Can Your Job Get You A Cheaper Cruise?
Can Your Job Get You A Cheaper Cruise?
Did you know that there are a whole range of jobs or industries where by doing a few simple things – or even just asking – you can actually get cheaper cruise fares? This is not something I had realised until quite recently, so I’m going to take you through eight jobs and industries, and hopefully you’ll find that you can get a discount on your next cruise.
If you’re in the armed forces, there are a lot of options in terms of getting discounted cruise fares. Whether you’re currently serving, or you’re a veteran, you’ll find that there are many savings out there for you. The three biggest cruise lines: Carnival, Royal Caribbean, and Norwegian Cruise Line, all offer discounts for serving and retired military personnel pretty much year-round. The way you access these discounts varies: for some, you can just call up the cruise line and ask them, or for others, for example Royal Caribbean, you’ll simply be prompted to tick a box to indicate that you’re in the military as you go through the booking process. You’ll find that many of the other cruise lines also offer deals on an ongoing basis – Celebrity, Disney, and MSC all offer deals, but in terms of value, I think Royal Caribbean and MSC Cruises have the best opportunities for military personnel to get discounted fares and often onboard credit too.
The second area where you can get cruise discounts is if you are what are called ‘first responders’ in the US, so particularly the police force and firemen, but potentially other emergency services too. There are many opportunities here for discounts. Sometimes they’re a little bit more difficult to find than the military offers, but you’ll find lots and lots of deals, for example, Royal Caribbean, Celebrity and MSC Cruises, certainly at the time I was writing this, were all offering very specific first responder discounts on selected cruises. It does tend to be particular cruises at certain times. I also found if you use some of the cruise aggregators, for example, Vacations To Go, they’ll have a specific section just for first responders and they’ll tell you what deals are going at that particular time. You can access the deals at time of booking by providing either a copy of your ID of some sort of proof of your employment details. For example in the US, you can be a federal, state or local police officer, a fireman or volunteer fireman to have access to lower cruise fares.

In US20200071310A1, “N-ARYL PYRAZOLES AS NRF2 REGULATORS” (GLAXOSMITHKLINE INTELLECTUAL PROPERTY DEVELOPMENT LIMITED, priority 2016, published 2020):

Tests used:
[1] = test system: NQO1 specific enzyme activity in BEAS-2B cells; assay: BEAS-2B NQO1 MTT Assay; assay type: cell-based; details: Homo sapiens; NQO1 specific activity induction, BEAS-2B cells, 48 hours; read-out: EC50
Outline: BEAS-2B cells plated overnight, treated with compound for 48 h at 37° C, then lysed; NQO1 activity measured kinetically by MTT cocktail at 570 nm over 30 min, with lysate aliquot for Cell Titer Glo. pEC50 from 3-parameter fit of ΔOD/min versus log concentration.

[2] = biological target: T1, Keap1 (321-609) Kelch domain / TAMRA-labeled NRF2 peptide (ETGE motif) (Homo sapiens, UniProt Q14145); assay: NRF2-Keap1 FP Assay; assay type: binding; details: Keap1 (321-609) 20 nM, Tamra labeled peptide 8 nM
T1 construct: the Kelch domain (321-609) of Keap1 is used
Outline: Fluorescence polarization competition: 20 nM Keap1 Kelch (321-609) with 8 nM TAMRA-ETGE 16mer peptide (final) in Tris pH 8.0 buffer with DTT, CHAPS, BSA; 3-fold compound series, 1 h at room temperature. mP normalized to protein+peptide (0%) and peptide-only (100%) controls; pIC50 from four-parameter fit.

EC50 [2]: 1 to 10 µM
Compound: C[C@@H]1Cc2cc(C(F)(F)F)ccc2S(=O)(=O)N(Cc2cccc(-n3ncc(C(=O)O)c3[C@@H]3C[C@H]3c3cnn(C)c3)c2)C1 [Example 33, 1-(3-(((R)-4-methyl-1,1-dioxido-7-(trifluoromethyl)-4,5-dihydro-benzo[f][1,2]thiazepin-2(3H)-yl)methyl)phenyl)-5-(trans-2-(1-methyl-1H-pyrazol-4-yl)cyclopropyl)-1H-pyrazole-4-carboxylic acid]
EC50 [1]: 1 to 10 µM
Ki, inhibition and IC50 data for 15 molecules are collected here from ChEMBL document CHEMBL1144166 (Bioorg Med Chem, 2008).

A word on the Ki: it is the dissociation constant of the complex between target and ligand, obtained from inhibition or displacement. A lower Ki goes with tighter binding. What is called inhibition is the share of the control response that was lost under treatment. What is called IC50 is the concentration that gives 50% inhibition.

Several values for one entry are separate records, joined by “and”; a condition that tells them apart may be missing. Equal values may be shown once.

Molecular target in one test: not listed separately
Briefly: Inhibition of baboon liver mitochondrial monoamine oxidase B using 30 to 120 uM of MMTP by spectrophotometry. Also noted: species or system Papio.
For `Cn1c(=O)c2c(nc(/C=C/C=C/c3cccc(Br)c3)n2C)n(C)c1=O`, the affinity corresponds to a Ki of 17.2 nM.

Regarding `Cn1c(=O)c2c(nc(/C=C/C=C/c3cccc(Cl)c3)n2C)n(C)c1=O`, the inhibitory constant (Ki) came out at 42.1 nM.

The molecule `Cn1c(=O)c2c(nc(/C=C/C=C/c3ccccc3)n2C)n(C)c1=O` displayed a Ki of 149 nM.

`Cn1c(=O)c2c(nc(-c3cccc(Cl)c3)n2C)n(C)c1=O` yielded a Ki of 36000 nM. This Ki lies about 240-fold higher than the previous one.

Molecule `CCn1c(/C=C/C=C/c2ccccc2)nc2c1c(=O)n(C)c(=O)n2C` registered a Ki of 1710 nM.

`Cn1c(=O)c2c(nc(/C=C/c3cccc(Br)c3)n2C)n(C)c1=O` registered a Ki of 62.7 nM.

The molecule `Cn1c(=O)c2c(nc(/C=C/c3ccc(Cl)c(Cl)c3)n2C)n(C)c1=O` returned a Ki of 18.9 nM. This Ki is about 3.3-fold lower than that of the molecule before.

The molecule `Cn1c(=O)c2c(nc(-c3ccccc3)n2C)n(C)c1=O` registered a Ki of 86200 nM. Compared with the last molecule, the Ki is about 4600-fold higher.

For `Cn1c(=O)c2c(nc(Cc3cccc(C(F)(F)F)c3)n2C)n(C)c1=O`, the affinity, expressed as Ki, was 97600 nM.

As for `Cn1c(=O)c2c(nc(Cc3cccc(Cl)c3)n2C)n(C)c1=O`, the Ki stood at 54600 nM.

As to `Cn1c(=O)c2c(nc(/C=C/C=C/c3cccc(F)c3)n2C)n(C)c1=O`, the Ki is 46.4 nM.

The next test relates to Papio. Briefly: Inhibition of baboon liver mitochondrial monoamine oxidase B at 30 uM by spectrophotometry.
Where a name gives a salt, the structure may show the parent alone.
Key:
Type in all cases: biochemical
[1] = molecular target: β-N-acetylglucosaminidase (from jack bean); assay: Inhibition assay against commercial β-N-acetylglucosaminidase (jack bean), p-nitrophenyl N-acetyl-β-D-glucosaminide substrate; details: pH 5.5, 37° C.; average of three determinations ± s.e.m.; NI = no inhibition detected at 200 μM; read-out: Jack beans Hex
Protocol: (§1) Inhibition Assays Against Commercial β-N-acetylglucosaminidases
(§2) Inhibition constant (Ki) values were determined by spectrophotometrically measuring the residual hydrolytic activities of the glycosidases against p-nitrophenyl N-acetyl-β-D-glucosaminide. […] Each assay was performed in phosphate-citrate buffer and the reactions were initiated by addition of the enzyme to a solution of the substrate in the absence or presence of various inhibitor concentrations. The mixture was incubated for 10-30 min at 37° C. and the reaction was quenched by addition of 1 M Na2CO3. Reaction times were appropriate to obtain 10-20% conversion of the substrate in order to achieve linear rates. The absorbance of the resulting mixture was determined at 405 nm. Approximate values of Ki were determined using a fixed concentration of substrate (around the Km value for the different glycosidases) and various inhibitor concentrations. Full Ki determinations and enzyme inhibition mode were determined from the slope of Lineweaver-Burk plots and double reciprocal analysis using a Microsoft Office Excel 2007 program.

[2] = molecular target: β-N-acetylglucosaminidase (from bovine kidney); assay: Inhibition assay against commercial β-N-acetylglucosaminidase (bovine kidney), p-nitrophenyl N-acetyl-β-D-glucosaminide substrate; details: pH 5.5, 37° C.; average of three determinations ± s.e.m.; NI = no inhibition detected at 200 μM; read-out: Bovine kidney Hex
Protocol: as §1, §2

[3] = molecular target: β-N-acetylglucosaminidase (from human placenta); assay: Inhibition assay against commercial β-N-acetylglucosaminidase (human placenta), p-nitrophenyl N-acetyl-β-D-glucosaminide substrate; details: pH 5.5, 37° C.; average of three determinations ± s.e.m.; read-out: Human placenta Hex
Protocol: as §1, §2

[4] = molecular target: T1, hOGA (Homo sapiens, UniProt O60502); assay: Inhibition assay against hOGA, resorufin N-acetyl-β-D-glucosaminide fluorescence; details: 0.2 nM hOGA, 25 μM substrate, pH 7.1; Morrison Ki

The third area where you can access vocation-based cruise discounts is if you’re a healthcare professional, so if you’re a doctor or nurse, or work in the healthcare industry. These are much more difficult to get than the previous two categories, and in fact with this range of discounts they’re easier to get if you work in the UK. If you work in the NHS, no matter what role you have, you can access lots of discounts. They do tend to be more in the form of extra onboard credit, but you will also find you can get discounts of set amounts on different cruises and there’s a very specific site that will help you do that called healthservicediscounts.com offering everything from Princess, Celebrity, Royal Caribbean, Holland America, Norwegian Cruise Line, Costa, MSC, P&O Cruises, Cunard, Carnival, River Cruises and more. You’re not necessarily going to score big discounts in fares, but onboard credit helps enormously to make your cruise budget go further.
If you’re a teacher or work in a university, you can also get various discounts and extra onboard credit. Again, a bit like with the healthcare service, you tend to have to access these via different organisations rather than with the cruise lines direct, so it helps to be a member of some kind of site or organisation that can offer these sorts of deals. I’ve found that there are a couple of partnerships where you can get discounts on lines like Royal Caribbean, MSC Cruises, Disney, Princess, Holland America, and Norwegian, including teacherstraveldiscounts.com, myeducationdiscount.com, and again, on aggregator sites, like Vacations To Go where they have a specific section to help teachers and academics get discounts on cruises.
If you’re a government employee, particularly in the United States, there is a website which you can join called GovX. On this site, in addition to getting discounts on a range of items and services, there’s a specific travel section where you can get discounted cruises or extra onboard credit.